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bảo tàng, the last tone is huyền. However, you can hear it pronounced as a rising tone pattern in Google Translate.

Please tell me what's the cause of the change?

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  • I'd recommend doing some reading up on tone sandhi: en.wikipedia.org/wiki/Tone_sandhi
    – Tristan
    Mar 5 at 10:12
  • @Tristan This has no relevanxe for Vietnamese.
    – fdb
    Mar 5 at 14:55
  • I do not hear a rising tone on tàng.
    – fdb
    Mar 5 at 14:58
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    @fdb true, that was me jumping to conclusions before reading properly
    – Tristan
    Mar 5 at 21:22
  • The tone is the same as if you get Google Translate to pronounce huyền. It does sound like a (slightly) rising tone – definitely not 21 or 31 as Wikipedia describes the huyền tone. Possibly it’s simply an error in Google Translate’s voice synthesis for Vietnamese. Mar 6 at 9:23

1 Answer 1

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This appears to be specific to Google. Compare the following recordings on Forvo, across several Vietnamese accents; all these examples have the huyền tone in the final position:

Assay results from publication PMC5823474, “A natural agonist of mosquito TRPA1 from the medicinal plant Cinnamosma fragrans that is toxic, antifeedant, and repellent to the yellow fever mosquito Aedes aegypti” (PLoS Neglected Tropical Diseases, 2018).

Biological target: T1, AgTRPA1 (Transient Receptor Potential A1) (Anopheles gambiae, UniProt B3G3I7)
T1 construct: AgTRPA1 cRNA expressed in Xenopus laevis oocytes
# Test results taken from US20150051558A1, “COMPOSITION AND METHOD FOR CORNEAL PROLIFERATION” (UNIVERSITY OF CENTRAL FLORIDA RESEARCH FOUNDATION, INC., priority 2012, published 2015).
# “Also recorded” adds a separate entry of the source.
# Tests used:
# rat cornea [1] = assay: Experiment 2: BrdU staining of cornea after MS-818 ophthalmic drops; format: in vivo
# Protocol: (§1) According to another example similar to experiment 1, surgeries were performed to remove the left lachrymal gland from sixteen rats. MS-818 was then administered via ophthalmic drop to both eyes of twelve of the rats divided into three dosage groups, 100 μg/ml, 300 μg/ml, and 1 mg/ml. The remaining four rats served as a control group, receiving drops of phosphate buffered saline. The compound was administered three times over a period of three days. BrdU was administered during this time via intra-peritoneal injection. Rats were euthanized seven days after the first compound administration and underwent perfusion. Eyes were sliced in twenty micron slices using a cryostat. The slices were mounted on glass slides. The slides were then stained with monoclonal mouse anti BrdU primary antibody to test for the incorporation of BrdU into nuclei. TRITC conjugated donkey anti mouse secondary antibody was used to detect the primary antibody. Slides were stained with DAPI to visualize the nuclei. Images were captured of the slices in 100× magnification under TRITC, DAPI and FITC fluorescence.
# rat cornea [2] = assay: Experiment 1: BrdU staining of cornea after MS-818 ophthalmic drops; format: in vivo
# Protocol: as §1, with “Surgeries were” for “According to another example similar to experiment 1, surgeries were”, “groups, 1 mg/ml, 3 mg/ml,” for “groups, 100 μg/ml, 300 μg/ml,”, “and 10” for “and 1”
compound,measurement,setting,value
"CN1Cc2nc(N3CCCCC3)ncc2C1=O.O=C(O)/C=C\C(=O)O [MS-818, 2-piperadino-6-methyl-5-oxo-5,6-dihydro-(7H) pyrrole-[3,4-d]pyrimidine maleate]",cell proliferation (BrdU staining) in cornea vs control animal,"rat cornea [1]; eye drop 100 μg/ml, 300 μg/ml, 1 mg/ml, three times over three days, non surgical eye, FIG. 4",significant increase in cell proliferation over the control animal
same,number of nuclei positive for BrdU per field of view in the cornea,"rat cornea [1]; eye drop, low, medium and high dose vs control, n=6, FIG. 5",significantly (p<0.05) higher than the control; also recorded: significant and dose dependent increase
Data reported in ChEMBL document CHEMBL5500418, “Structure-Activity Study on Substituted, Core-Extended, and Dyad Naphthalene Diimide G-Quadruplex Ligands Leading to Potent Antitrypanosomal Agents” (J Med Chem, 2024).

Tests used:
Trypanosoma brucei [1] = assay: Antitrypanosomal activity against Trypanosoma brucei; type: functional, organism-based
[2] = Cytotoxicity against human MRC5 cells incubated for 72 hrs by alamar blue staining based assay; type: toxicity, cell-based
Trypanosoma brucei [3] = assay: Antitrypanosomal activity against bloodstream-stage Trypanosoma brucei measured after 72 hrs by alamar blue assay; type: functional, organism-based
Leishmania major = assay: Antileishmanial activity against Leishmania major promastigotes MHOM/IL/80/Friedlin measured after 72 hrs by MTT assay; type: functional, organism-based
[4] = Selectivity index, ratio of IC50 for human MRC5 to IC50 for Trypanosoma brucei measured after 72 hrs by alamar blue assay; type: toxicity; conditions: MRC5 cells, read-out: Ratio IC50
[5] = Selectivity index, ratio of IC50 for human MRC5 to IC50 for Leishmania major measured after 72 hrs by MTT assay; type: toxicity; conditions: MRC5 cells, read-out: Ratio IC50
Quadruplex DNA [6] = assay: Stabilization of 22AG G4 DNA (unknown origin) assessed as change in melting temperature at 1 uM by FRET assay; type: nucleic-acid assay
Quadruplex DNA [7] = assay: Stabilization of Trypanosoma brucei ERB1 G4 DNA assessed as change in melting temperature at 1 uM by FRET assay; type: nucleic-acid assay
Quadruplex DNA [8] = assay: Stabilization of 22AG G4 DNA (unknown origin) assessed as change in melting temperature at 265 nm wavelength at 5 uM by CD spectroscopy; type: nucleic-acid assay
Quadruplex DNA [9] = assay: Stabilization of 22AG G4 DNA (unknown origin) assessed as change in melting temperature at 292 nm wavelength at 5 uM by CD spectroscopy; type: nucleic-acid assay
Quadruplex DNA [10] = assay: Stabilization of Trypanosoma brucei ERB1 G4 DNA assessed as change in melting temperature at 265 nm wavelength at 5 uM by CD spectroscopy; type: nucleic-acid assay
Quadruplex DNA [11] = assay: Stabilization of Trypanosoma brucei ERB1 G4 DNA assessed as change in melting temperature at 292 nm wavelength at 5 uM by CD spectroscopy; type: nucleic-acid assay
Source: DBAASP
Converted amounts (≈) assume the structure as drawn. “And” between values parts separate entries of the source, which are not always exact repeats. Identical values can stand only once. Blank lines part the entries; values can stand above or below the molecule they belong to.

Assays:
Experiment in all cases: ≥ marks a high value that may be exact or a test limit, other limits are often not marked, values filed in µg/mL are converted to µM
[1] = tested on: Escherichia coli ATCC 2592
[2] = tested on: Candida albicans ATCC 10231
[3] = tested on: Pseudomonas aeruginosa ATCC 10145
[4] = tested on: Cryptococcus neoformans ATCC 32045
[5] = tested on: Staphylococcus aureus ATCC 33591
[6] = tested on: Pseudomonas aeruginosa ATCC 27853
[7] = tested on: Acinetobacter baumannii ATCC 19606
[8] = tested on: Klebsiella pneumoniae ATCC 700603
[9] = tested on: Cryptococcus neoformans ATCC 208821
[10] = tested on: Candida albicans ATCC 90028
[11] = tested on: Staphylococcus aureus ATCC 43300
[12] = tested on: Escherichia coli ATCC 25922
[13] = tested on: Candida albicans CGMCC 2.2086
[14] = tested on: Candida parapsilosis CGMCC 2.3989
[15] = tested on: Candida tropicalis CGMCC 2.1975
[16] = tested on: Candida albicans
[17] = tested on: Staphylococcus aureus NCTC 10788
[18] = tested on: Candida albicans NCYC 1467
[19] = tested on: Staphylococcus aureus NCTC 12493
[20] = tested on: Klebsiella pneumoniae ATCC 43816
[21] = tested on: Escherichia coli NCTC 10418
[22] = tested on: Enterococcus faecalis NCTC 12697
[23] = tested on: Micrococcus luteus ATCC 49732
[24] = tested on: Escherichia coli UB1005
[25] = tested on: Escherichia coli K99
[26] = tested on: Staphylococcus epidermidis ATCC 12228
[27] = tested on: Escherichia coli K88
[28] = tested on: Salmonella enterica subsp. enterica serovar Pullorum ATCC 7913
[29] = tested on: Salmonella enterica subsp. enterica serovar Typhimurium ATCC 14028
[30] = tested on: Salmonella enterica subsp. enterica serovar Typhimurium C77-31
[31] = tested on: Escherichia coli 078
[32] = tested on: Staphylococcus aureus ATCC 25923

To my ear, the Google recording as cited above has a huyền tone that is long, quite breathy and does not fall very much at all, resulting in a level pitch. Substitute other huyền-tone words, and you get a similar pattern. Non-final huyền tones become shorter, and the fall is a little more pronounced. Thus, we can only say that this is a "sentence prosody"-level intonational effect of this one Google voice. Compare that to the Google voice for the ngang tone.

Note that I will say this does sound somewhat artificial. Does it impede comprehension? I personally don't think so; it's low enough that it's distinct from ngang, breathy enough to be distinguished from (Northern!) nặng (the description in the OP actually sounds more like Southern nặng), and doesn't rise nearly enough to sound like (Northern) hỏi.

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  • I am a beginning learner. It seems Google Translate is not a good tool for me to learn the pronunciation.
    – zzzgoo
    Apr 4 at 4:46

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